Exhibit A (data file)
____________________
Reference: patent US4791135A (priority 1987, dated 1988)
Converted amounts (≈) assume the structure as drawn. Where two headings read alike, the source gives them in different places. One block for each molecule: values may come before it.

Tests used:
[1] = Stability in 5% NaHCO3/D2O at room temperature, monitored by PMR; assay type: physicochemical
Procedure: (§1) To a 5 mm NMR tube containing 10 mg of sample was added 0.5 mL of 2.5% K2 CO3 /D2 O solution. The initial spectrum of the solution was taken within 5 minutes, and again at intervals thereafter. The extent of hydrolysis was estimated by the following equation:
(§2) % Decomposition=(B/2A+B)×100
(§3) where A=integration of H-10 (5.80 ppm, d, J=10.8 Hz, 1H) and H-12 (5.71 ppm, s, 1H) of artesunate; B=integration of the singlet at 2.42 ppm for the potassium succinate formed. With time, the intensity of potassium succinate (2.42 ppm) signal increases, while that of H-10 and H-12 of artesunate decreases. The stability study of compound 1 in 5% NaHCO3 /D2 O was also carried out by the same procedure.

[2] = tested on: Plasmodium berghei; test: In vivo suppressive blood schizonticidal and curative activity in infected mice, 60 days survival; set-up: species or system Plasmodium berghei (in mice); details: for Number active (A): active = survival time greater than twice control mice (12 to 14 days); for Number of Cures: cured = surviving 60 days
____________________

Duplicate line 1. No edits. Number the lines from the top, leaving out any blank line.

Reference: patent US4791135A (priority 1987, dated 1988)